Pro tip: Remember “B-M-W” for setting your table: bread, meal, water. The main plate goes in the middle, a bread plate to the upper left, and glassware to the upper right. Forks go to the left of your plate and the right in order: knife, then a spoon.
3. The tailgate party
Who: All the birthday guy’s buddies from town, plus their significant others
What: An afternoon of friends, football, and a firepit
When: Noon–4 p.m. (or around the kickoff time for the guest of honor’s favorite team)
Where: Your backyard
Why it’s great: Who doesn’t love a tailgate? Grilling in the cooler temps, local IPAs, and tossing the ball around make for the perfect party for your football-loving friend.
Set out a cornhole game and footballs to toss, and put out a bucket of seltzer and beer. Other fun outdoor activities: Have friends play the classic game of guessing how many candy pieces or cookies are in the mason jar, and whoever wins gets to take it home (make sure to give one to the guest of honor, too). Look into moving the TV outdoors under a covered patio and setting up your outdoor furniture with fuzzy blankets for cozy viewing. Finally, this party needs photographic evidence of all these cute details — so don’t forget a photo booth!
Pro tip: Outdoor festivities need tunes. Invest in a portable or all-weather speaker for your event.
4. The milestone party
Who: Family, friends, and acquaintances
When: 7 p.m.–10 p.m.
Where: A local venue, restaurant, or your house (or a destination!)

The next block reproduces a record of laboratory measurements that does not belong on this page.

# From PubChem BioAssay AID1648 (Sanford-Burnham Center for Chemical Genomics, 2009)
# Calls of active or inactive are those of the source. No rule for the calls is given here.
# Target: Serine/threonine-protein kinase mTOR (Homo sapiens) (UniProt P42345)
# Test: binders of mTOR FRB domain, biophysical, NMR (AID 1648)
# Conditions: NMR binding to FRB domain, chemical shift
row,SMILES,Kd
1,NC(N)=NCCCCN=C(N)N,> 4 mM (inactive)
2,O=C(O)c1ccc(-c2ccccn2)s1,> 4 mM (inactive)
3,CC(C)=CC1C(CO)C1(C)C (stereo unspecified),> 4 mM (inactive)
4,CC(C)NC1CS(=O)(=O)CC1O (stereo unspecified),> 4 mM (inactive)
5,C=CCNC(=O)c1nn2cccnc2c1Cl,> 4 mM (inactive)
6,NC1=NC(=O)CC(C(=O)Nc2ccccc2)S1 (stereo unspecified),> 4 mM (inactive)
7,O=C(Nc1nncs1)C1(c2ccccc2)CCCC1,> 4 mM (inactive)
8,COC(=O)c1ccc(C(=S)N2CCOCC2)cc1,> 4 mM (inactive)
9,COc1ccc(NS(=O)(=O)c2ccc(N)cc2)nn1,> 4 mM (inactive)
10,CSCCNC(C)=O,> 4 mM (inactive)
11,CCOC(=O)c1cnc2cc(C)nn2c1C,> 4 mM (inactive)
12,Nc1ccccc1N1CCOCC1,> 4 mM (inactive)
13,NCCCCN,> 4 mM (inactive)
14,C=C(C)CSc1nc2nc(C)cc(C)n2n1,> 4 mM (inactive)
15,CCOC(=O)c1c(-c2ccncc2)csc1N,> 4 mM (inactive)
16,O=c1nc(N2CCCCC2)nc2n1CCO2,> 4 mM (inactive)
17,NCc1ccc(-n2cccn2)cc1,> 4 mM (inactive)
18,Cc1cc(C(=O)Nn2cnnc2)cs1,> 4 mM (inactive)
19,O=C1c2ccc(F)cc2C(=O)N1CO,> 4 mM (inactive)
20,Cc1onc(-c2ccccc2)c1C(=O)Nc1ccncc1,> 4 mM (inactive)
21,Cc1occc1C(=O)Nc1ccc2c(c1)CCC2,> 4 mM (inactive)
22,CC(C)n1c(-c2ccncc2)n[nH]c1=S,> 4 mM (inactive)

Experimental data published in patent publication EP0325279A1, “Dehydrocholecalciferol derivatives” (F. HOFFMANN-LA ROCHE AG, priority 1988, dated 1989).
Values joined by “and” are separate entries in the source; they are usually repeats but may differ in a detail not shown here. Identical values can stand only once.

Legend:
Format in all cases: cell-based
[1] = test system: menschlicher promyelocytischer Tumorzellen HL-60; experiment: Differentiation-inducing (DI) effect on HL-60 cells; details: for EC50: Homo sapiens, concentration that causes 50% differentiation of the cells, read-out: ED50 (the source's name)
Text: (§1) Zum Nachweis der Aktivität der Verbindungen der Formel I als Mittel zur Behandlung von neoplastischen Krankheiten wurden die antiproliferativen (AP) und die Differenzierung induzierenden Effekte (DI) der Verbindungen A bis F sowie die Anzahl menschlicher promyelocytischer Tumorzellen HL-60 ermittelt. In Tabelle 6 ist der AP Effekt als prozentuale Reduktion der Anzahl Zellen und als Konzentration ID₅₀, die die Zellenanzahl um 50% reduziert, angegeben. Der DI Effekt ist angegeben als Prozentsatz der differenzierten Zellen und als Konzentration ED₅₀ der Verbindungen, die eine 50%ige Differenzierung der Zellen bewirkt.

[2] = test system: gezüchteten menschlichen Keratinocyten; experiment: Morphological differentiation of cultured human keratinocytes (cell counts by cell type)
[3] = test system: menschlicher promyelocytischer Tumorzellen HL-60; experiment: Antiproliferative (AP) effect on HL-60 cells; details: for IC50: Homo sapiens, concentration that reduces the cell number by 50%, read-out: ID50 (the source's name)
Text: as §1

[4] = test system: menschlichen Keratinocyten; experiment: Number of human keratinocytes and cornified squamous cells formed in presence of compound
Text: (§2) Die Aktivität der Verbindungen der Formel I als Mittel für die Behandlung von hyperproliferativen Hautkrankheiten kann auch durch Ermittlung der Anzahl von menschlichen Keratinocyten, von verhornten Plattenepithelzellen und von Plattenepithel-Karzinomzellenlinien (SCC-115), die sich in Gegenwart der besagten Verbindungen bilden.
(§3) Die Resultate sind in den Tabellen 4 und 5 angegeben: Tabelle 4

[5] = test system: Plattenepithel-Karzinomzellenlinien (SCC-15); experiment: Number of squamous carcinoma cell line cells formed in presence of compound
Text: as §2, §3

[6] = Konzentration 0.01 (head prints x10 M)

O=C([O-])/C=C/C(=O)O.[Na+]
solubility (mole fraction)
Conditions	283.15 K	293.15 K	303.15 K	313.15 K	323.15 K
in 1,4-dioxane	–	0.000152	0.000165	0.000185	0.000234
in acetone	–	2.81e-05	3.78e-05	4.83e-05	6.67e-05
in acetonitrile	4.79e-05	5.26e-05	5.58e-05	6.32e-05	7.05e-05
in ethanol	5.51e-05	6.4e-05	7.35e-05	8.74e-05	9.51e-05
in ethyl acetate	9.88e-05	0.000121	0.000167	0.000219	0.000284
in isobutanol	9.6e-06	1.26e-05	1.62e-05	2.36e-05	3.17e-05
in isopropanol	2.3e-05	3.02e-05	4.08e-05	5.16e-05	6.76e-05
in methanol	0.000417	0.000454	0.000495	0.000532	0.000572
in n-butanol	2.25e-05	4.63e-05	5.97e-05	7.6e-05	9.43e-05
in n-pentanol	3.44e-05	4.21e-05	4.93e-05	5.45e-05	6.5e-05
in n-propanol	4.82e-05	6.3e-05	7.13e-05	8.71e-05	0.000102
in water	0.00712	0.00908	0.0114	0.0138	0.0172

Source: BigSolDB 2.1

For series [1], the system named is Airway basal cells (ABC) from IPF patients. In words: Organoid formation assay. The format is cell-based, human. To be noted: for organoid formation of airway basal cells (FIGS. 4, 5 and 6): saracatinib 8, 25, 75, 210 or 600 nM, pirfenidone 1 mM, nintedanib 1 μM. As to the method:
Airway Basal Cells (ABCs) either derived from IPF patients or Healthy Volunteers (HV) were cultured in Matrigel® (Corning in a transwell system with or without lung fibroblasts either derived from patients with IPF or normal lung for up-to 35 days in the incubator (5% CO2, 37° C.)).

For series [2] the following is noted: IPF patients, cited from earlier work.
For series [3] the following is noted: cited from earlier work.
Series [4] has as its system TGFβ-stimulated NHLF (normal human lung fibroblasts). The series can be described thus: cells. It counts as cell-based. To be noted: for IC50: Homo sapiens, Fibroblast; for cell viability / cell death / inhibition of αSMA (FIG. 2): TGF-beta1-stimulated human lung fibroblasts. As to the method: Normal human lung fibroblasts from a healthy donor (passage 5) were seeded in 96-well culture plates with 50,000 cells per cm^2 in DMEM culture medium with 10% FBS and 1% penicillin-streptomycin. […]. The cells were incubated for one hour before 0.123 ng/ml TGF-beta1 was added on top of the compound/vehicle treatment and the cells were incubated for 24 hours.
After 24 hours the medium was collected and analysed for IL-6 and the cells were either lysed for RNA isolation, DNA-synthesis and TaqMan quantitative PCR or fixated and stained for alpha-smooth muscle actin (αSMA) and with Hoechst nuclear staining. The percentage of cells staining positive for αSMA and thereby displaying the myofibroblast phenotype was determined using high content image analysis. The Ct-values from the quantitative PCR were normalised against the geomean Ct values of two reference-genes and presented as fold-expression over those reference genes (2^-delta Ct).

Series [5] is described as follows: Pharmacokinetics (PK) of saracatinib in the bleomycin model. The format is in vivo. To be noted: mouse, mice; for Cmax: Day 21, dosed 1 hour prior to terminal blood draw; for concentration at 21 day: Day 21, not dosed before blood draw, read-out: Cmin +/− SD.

For this party, a text or an email won’t do. Printed invitations with an icon of your theme and all the details are a must. Remember to include the honored birthday guest in the planning to know exactly who she’d love to see, what part of her personality should be the focus, and even what colors she’d like the party to have. Let your preferences go by the wayside and make this about her. Send the invitations a month in advance but spread the word earlier if you want people to save the date. Ask for responses two weeks before the main event.
Sometimes it is the little things that count: Order personalized wine cups with the guest of honor’s name and a fun motif representing them. Hiring a local band will take the event to the next level, but you can also create a playlist of favorite bands or plug in a song to Spotify and have the app create one for you. Make sure you have a few areas for people to mingle.
Food + drink
Put your signature cocktail bar in one spot, and cheese and crackers with apple and pear slices in another. For dessert, have cupcakes decorated with the letters of the guest of honor (G and P, for example, for Gwyneth Paltrow). The trick here, though, is to have guests match up with someone at the party with the same letter so they can meet new people.
If everyone is well acquainted, play Two Truths and a Lie. In this game, each person comes up with three statements about themselves, but one isn’t the truth, and the others have to guess which is the lie. Take a moment to toast the honored guest. They can choose to say something in response or skip it — it’s their day!
Pro tip: If you’ve sent an invitation and asked for a reply date, note the number of guests who have said yes by that date. That’s the number of guests to go by for planning purposes. True, you’ll have stragglers who respond late, but people get sick or cancel at the last minute, so it should even out.
Birthday party gift ideas
Party planning is about focusing on one element or theme and letting it bloom. Work with the guest of honor so you throw a party they are going to want to attend. Don’t forget the little details, but when in doubt, dim the lights, turn up the music, and, like Bridget Jones said, “introduce people with thoughtful details.” And if you’re the guest? Your job is to mingle, meet new people, and have a great time. Let the fun begin!